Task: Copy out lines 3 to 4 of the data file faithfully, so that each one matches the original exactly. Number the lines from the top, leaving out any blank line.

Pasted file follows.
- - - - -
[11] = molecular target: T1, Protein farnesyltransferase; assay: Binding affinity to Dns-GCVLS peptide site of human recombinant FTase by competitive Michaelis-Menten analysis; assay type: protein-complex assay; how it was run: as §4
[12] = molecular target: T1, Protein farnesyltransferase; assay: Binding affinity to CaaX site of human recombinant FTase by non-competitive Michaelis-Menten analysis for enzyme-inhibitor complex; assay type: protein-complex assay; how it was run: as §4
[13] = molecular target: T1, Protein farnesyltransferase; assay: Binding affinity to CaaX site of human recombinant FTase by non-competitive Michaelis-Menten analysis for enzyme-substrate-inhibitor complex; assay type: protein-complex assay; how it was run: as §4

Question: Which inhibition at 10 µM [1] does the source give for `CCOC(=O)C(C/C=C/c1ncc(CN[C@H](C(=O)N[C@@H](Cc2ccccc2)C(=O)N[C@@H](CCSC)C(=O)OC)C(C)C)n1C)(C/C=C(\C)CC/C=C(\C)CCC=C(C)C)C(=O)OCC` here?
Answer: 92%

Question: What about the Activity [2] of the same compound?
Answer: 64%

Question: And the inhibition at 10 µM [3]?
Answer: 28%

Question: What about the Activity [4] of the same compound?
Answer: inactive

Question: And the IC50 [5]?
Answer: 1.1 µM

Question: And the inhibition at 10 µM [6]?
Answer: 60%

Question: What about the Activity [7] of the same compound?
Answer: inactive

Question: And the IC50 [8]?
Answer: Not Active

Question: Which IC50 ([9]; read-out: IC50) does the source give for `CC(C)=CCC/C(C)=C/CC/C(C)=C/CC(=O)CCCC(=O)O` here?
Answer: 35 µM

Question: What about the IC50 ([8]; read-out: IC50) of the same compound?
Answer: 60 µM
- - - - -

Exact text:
[13] = molecular target: T1, Protein farnesyltransferase; assay: Binding affinity to CaaX site of human recombinant FTase by non-competitive Michaelis-Menten analysis for enzyme-substrate-inhibitor complex; assay type: protein-complex assay; how it was run: as §4

Question: Which inhibition at 10 µM [1] does the source give for `CCOC(=O)C(C/C=C/c1ncc(CN[C@H](C(=O)N[C@@H](Cc2ccccc2)C(=O)N[C@@H](CCSC)C(=O)OC)C(C)C)n1C)(C/C=C(\C)CC/C=C(\C)CCC=C(C)C)C(=O)OCC` here?